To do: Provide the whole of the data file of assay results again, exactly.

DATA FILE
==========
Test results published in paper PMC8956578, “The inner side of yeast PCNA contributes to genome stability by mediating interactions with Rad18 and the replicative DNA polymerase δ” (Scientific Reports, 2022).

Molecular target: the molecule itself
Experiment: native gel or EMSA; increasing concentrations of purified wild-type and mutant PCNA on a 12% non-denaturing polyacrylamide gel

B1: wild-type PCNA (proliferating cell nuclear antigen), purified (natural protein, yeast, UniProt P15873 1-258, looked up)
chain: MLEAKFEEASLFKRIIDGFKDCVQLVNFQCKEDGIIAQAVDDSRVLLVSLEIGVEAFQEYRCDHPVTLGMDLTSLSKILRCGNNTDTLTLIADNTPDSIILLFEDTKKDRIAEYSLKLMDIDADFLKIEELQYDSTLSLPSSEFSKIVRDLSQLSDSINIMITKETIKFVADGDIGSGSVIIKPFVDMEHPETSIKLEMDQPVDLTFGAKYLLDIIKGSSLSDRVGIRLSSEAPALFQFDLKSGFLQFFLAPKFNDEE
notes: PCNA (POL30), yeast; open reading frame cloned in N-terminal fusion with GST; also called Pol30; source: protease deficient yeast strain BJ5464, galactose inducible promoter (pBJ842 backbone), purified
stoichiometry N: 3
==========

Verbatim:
Test results published in paper PMC8956578, “The inner side of yeast PCNA contributes to genome stability by mediating interactions with Rad18 and the replicative DNA polymerase δ” (Scientific Reports, 2022).

Molecular target: the molecule itself
Experiment: native gel or EMSA; increasing concentrations of purified wild-type and mutant PCNA on a 12% non-denaturing polyacrylamide gel

B1: wild-type PCNA (proliferating cell nuclear antigen), purified (natural protein, yeast, UniProt P15873 1-258, looked up)
chain: MLEAKFEEASLFKRIIDGFKDCVQLVNFQCKEDGIIAQAVDDSRVLLVSLEIGVEAFQEYRCDHPVTLGMDLTSLSKILRCGNNTDTLTLIADNTPDSIILLFEDTKKDRIAEYSLKLMDIDADFLKIEELQYDSTLSLPSSEFSKIVRDLSQLSDSINIMITKETIKFVADGDIGSGSVIIKPFVDMEHPETSIKLEMDQPVDLTFGAKYLLDIIKGSSLSDRVGIRLSSEAPALFQFDLKSGFLQFFLAPKFNDEE
notes: PCNA (POL30), yeast; open reading frame cloned in N-terminal fusion with GST; also called Pol30; source: protease deficient yeast strain BJ5464, galactose inducible promoter (pBJ842 backbone), purified
stoichiometry N: 3